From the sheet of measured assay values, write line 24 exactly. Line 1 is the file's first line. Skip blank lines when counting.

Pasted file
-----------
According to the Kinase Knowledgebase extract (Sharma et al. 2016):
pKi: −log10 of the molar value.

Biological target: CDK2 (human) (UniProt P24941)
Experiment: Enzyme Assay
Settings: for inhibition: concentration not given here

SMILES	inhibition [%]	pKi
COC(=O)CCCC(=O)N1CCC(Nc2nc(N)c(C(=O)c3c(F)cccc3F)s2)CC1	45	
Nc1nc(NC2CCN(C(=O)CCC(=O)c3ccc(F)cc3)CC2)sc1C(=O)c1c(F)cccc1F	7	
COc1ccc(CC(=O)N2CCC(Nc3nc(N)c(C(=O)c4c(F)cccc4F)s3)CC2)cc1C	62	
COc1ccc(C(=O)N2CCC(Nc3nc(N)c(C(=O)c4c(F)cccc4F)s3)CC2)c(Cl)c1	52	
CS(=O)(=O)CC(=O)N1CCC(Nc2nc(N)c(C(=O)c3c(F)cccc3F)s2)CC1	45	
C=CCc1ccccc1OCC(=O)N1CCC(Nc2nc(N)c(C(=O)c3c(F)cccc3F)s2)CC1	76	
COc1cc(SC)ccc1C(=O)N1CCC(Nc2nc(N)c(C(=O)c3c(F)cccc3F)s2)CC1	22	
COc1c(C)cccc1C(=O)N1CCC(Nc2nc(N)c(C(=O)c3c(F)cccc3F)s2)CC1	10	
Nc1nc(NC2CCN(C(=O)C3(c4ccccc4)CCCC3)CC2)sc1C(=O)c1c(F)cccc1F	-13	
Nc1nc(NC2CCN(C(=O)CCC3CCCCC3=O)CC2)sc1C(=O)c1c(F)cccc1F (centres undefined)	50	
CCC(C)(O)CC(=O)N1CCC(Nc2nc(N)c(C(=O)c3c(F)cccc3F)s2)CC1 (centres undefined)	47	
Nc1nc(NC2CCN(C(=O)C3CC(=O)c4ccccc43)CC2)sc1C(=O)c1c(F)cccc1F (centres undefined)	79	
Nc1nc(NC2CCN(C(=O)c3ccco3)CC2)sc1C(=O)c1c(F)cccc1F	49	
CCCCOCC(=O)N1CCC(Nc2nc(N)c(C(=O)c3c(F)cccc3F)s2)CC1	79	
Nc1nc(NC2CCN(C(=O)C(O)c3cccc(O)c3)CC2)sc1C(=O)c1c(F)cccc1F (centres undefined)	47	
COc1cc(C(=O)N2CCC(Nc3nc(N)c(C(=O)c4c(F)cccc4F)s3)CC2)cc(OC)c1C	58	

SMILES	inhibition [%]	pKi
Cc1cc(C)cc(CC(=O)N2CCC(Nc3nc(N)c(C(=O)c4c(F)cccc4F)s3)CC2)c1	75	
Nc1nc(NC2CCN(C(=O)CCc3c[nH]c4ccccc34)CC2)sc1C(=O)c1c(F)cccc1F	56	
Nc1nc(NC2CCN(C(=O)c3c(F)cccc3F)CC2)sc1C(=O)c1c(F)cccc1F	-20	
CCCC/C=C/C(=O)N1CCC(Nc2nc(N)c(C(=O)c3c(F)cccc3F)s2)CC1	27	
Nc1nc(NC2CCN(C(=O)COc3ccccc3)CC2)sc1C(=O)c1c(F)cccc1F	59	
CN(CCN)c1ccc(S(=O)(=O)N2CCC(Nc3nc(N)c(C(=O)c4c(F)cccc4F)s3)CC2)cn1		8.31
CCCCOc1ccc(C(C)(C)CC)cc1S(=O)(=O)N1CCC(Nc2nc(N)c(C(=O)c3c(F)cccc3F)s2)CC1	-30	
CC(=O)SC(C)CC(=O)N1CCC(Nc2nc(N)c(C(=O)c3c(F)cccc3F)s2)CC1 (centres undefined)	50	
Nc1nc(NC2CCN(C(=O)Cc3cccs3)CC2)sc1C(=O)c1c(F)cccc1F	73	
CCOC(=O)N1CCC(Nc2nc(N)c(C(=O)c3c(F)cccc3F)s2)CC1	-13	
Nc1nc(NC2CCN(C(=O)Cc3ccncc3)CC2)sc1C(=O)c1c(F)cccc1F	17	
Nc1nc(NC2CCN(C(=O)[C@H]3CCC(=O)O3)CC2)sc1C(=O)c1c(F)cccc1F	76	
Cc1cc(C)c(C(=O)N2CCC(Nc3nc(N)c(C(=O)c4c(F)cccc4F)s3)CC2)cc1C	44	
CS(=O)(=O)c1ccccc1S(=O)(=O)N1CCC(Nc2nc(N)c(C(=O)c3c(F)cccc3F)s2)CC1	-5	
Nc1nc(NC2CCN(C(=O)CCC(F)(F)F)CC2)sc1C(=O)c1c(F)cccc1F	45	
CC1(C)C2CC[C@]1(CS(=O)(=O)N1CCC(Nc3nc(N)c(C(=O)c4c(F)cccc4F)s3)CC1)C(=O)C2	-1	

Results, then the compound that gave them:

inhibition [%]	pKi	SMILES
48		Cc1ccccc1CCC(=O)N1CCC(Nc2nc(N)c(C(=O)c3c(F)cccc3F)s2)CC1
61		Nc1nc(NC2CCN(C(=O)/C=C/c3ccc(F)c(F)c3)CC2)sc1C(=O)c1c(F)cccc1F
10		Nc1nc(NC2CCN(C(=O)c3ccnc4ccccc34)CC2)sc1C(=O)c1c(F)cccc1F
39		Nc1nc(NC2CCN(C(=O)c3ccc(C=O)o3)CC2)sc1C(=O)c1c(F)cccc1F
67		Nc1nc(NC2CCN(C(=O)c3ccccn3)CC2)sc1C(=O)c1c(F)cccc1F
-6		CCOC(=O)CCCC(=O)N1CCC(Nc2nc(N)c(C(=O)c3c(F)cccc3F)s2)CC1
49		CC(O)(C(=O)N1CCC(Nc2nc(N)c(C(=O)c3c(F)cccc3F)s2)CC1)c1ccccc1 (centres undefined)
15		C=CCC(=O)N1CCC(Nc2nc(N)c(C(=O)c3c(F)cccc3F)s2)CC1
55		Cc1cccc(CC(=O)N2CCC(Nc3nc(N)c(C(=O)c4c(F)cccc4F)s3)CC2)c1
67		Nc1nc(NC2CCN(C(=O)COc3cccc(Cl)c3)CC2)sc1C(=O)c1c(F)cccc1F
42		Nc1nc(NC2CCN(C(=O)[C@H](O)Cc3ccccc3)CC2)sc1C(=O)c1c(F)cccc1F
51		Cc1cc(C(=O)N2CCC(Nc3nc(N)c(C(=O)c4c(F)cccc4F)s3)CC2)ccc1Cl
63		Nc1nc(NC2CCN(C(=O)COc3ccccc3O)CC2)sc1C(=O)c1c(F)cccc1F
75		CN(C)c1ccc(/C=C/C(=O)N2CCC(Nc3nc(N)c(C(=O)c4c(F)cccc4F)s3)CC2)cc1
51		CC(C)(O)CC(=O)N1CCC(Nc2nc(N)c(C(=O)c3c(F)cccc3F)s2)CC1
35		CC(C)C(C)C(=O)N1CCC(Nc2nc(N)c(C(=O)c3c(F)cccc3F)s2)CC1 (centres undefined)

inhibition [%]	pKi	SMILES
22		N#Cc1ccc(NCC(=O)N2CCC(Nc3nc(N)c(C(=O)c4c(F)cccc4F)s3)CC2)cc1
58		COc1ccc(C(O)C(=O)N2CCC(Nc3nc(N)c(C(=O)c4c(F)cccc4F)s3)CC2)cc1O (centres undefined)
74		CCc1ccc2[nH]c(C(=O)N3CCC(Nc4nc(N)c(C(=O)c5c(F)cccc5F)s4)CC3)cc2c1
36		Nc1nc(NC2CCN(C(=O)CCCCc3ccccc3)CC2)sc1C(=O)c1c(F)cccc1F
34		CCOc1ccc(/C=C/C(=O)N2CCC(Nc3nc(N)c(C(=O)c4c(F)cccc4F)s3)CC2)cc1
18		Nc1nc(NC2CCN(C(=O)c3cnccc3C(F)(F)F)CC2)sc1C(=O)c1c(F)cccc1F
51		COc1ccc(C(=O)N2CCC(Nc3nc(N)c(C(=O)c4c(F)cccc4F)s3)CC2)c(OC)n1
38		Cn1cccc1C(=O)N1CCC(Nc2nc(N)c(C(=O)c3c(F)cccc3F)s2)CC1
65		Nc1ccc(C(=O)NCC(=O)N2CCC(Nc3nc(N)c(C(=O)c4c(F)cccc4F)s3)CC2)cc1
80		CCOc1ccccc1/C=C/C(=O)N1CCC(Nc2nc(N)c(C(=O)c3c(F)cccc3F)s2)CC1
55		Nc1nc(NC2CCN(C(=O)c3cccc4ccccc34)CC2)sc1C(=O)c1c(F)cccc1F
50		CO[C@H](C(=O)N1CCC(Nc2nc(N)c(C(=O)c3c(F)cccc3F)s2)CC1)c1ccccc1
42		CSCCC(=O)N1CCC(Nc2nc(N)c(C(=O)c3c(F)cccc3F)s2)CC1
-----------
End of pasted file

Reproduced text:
Cc1cc(C)cc(CC(=O)N2CCC(Nc3nc(N)c(C(=O)c4c(F)cccc4F)s3)CC2)c1	75	